Overview of CH Research Interests
There are currently some 42 University of Saskatchewan faculty members associated directly with CH, and many more research associates and graduate students. Hydrologists are to be found in the following departments:
We additionally have very close links with Environment Canada's Water Science & Technology Directorate through the National Hydrology Research Centre, which is immediately adjacent to the campus, and at which a number of faculty members are based. Other links also exist with the Saskatchewan Research Council and the Western Watersheds Climate Research Collaborative.
Current CH research includes - among others - studies of the following topics:
Hydrology and Climate
Research on global water and energy cycling, hydrometeorology, hydrology in climate and weather models, snow and ice dynamics, hydrological modelling, climate change impacts on water resources.
Water Resources of Western and Northern Canada
Research on the water resources of the major river basins of western and northern Canada, water management, drought, wetlands, groundwater, cumulative effects assessment, soil water relationships, plant-water relationships, forest hydrology, cold regions hydrology.
Hydroecology and Water Quality
The interactions and interdependencies between plants, animals and the hydrologic systems which form an intrinsic part of their habitats has emerged as a major focus of interdisciplinary science, particularly in the context of increased pressures on the natural environment as a result of both development and climate change. This field also includes research on drinking water supplies, aquatic ecology, agricultural water quality, water pathways, pollutant effects on aquatic ecosystem health, and the development of software tools to relate changes in water quality and quantity to human development.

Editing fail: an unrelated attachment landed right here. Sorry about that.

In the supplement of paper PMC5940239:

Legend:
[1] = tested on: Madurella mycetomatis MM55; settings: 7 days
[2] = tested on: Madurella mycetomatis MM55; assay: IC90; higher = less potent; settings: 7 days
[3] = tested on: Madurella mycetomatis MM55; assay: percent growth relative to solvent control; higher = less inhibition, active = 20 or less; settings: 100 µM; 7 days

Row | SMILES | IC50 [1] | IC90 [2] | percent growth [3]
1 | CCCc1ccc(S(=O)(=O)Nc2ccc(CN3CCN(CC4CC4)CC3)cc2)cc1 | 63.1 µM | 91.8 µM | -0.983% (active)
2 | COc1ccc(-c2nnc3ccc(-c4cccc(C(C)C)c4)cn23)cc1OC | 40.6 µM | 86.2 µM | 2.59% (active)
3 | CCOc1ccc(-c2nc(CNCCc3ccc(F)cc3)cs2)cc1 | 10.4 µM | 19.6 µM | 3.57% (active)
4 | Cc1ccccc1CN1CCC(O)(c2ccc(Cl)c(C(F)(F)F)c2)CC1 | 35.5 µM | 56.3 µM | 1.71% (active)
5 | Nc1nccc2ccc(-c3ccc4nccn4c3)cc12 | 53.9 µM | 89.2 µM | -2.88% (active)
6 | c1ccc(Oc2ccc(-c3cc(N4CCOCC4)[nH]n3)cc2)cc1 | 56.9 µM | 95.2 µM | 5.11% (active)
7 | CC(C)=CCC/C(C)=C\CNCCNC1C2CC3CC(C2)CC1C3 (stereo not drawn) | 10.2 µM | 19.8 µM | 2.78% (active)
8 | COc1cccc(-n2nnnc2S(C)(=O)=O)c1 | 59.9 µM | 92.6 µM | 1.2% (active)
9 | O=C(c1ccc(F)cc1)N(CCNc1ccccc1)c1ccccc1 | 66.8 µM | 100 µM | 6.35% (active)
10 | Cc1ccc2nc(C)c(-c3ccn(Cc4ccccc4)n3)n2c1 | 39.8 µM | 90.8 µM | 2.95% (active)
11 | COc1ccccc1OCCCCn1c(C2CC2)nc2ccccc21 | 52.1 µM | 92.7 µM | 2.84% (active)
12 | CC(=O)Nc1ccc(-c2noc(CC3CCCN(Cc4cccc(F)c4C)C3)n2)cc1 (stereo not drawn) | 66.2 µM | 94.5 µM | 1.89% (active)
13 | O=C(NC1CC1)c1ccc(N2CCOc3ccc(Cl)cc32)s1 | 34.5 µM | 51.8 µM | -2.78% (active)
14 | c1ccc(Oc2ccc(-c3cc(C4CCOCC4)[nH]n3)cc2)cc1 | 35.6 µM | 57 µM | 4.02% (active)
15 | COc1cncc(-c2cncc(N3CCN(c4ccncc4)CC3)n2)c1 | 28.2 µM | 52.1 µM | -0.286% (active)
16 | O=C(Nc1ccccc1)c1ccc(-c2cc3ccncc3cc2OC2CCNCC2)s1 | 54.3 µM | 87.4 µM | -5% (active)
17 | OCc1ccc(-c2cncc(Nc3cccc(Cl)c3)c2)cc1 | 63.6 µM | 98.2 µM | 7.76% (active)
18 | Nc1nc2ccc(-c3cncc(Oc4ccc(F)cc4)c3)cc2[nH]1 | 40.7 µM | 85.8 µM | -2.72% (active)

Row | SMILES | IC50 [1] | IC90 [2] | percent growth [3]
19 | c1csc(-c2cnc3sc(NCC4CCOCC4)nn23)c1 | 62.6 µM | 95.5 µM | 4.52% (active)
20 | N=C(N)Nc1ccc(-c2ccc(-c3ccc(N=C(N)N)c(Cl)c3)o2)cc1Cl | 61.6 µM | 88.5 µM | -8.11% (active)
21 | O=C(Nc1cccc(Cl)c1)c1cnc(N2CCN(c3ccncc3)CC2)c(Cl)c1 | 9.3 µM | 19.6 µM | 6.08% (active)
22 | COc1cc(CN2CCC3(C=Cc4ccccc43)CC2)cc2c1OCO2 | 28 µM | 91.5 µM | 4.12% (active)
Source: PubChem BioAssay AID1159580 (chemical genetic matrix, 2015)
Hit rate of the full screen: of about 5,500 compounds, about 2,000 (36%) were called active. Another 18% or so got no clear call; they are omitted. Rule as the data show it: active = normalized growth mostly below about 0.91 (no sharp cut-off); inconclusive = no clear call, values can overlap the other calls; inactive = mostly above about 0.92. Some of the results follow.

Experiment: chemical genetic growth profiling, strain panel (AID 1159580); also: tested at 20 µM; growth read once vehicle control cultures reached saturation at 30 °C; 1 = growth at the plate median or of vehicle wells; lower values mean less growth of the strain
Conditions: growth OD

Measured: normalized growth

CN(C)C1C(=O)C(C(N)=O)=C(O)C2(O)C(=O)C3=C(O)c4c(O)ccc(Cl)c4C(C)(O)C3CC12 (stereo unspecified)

Effects of the Mining Sector on Water Resources
Research on mine reclamation with respect to water quality and quantity on uranium mines, oilsands, potash mines, pipelines, northern development. Research on the effects of the discharges of mine effluents on aquatic biota and water quality.
Snow Processes and Cold Regions Hydrology
CH has a particular interest in the field of cold regions hydrometeorology, which covers the complex interactions between atmospheric, cryospheric and hydrologic domains, and their effect on both streamflow and meteorology. Between 2006 and 2011, CH provided leadership and secretariat services for the network to Improve Processes, Parameterisation and Prediction (IP3) in this context.
Study of the causes and effects of drought in the Prairie Provinces is another area of major focus. Faculty and students played a major role in the Drought Research Initiative (DRI), active between 2005 and 2010.
Effects of Groundwater Storage on Streamflow
Groundwater abstractions are expected to increase dramatically in response to pressures on, and regulation of, surface water resources: however, the influence of changes in sub-surface storage on streamflow is not well understood, and research in this area is required to assist with the management of this vital resource.